mixed average asking prices, with some greater and some less compared to the same 2011 period. Significant is the 7.3% increase in turbine helicopter average asking price. While price increases are evident across the board for all models in this segment in 2012, there were also several very-highasking- price models that sold. These models had asking prices exceedingly higher than those of the typical helicopter on the market. Pre-owned Business Jet Market By Weight Class The medium weight class was the only weight class to show a decline, with 17 (or 3%) fewer business jet transactions in a comparison of 2012 to 2011. The other classes all showed increases, led by the heavy class with 85 (or 15%), followed closely by the light class with 76 (or 9%) more pre-owned business jet transactions in 2012 compared to 2011. Summary 2012 was a success for our industry in many ways, and the pre-owned market continues to be very active. Now that 2013 is here and there is renewed optimism, it is hoped this trend for the pre-owned market, along with improvements in the world economy, will continue to push more new aircraft purchases for the new year. For now, it continues to be a buyer’s market, with Pre-Owned For Sale inventories running around 13%.









Shanghai Hongqiao International Airport at Shanghai Hawker Pacific Business Aviation Service Centre In Partnership With Shanghai Airport Authority (SAA) and Co-hosted by NBAA, the Asian Business Aviation Association (AsBAA) and the Shanghai Exhibition Centre (SEC)



EU AND EUROCONTROL SIGN AGREEMENT The European Union and the European Organization for the Safety of Air Navigation (EUROCONTROL) have signed an agreement establishing a new and stable framework for enhanced cooperation. The agreement, which lists the areas of cooperation and defines the forms and mechanisms of cooperation, confirms EUROCONTROL as the technical and operational arm of the EU in the development and implementation of its Single European Sky (SES) program, while positioning the EU as the regulator of this program. It also provides a framework for civil-military coordination of air traffic management and for pan-European coordination beyond the EU borders. Moreover, it will enable the EU to contribute to the ongoing reform of EUROCONTROL’s governance structure. In addition, the agreement aims to ensure synergies with, and avoid duplication of, the work of the European Aviation Safety Agency (EASA) in safety-related air traffic management matters and environmental issues. EUROCONTROL is a civil-military intergovernmental organization with 39 contracting parties from all over Europe, including all EU member states except Estonia. It plays a pivotal role in air traffic management (ATM) in Europe and provides expertise and technical assistance to the EU in this field. Last year, EUROCONTROL was nominated as ATM network manager for the Single European Sky program, which is designed to establish a safe and efficient air traffic management system at European level on the basis of a legal framework adopted in 2004 and 2009.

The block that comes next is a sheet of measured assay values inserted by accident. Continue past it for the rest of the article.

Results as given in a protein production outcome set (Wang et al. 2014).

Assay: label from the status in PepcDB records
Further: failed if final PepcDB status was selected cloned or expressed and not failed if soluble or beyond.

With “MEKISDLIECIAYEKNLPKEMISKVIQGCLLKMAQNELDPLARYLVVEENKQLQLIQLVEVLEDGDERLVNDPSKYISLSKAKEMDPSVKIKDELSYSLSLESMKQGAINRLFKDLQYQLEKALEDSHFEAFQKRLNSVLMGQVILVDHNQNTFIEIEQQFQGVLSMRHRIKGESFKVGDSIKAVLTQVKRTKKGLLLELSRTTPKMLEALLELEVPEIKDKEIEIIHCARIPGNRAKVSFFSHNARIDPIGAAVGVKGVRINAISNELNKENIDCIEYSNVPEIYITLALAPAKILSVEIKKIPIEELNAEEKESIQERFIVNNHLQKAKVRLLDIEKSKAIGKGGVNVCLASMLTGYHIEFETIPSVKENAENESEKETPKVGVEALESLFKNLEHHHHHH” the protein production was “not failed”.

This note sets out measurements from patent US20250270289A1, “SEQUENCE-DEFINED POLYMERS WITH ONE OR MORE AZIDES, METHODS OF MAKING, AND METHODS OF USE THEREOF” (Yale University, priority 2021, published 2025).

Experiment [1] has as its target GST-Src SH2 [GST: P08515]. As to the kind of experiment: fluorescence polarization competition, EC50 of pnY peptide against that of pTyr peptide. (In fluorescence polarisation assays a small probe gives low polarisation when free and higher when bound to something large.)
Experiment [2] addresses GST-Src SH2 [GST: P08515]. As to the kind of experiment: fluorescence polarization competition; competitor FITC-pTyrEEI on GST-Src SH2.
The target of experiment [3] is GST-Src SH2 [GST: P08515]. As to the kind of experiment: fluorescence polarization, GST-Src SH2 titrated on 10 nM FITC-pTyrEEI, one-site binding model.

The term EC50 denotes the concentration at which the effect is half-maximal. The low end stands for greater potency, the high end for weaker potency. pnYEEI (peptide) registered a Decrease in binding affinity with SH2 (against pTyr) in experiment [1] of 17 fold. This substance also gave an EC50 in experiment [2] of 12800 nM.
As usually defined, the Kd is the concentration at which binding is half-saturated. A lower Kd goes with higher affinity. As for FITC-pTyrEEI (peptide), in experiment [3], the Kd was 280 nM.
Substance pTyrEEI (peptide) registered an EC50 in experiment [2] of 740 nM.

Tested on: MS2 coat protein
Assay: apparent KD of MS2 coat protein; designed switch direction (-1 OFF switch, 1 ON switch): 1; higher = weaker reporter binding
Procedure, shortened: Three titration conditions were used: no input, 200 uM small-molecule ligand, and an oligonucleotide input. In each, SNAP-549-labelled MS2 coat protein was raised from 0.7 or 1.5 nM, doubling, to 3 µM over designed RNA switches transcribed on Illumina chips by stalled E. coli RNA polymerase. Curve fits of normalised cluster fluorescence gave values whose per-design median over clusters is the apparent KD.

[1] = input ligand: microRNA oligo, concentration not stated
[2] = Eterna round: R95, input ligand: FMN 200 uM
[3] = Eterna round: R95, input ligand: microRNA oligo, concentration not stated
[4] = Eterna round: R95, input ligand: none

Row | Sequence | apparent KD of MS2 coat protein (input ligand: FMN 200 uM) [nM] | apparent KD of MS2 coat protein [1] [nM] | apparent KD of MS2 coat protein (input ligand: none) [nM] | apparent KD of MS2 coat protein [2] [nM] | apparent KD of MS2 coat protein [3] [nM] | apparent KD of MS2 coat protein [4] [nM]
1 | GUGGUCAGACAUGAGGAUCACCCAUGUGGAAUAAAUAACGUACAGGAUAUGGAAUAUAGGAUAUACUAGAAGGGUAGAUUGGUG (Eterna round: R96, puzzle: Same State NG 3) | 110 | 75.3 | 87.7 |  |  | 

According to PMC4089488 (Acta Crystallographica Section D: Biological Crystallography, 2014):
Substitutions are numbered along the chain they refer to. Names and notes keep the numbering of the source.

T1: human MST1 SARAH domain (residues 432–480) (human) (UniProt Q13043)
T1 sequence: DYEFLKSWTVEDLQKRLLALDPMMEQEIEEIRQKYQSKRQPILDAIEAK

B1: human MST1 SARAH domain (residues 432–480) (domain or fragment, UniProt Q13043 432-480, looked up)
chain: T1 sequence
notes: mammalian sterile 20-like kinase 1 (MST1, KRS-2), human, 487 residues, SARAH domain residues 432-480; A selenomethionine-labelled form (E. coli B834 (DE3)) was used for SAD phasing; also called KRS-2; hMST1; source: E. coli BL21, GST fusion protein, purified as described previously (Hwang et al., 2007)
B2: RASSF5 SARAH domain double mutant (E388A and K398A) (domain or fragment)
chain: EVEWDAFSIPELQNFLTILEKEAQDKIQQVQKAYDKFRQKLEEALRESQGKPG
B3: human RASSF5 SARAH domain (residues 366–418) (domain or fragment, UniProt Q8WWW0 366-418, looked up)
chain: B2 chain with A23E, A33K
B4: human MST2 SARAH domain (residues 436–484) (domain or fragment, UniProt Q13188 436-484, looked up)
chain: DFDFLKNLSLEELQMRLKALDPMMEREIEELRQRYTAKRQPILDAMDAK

EASA UPDATES EUROPEAN ROADMAP ON SAFETY RISKS The European Aviation Safety Agency (EASA) has just released an updated roadmap to tackle key aviation safety risks. Released in a document known as the European Aviation Safety Plan (EASp), 86 key safety actions to tackle operational, systemic and emerging aviation safety issues are identified for implementation until 2016. The EASp creates a common focus for the entire European aviation community. Through its risk analysis and actions, the EASp is the outcome of an overarching Safety Management System for the European region. It creates a practical link between high-level safety issues and actions to be implemented by States, partner organizations, the aviation industry and EASA itself. Commenting on the release of the EASp, Patrick Goudou, EASA Executive Director, said, “The third edition of the EASp is at the heart of a European aviation Safety Management System – one which identifies the hazards, assesses the risks, and provides actions to mitigate those risks”. The EASp also contains information on progress made since the previous edition of the Plan. One recently completed deliverable of the EASp has been the publication of the European Action Plan for the Prevention of Runway Excursions (EAPPRE).

22 - - BART: FEB -APR - 2013

This Action Plan, aimed at all providers and users of European aerodromes and all European aircraft operators, is the result of the combined and sustained efforts of organisations involved in all areas of runway operations. Eurocontrol led its development with support from EASA and the European Commercial Aviation Safety Team. Central to the recommendations is the uniform and consistent application of ICAO provisions. The Action Plan also contains practical recommendations with guidance materials to assist operational staff.